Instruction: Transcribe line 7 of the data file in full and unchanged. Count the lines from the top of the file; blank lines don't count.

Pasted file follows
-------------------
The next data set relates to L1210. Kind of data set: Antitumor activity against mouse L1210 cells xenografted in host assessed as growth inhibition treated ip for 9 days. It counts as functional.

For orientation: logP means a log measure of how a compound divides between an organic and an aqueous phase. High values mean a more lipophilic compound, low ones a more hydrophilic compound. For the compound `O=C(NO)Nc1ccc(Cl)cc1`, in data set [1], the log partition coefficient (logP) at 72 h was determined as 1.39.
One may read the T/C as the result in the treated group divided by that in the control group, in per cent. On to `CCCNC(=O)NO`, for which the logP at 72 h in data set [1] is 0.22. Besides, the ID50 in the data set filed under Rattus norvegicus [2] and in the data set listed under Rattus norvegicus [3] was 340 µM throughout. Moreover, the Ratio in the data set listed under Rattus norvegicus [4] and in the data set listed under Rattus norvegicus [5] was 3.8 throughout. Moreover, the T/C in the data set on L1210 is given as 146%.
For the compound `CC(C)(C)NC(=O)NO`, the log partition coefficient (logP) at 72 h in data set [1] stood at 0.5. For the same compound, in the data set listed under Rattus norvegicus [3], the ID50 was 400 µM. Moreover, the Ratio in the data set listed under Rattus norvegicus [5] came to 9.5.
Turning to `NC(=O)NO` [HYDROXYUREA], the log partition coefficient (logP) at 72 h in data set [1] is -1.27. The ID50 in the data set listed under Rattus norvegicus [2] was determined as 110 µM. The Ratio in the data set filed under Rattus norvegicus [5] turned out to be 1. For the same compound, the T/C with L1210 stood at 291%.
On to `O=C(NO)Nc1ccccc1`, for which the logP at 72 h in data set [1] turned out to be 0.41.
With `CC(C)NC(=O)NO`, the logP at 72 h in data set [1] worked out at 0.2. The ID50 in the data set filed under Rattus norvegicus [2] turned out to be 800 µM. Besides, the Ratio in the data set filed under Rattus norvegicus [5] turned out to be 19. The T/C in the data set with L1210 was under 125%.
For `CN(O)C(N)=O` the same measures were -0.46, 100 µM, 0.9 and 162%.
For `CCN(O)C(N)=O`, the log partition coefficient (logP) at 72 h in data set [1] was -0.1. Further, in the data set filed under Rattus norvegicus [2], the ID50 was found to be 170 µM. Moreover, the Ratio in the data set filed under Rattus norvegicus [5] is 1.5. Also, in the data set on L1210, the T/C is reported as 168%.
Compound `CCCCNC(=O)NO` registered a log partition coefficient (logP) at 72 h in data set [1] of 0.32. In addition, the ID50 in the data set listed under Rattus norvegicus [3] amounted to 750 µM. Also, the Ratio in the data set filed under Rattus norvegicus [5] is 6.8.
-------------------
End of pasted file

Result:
With `CC(C)NC(=O)NO`, the logP at 72 h in data set [1] worked out at 0.2. The ID50 in the data set filed under Rattus norvegicus [2] turned out to be 800 µM. Besides, the Ratio in the data set filed under Rattus norvegicus [5] turned out to be 19. The T/C in the data set with L1210 was under 125%.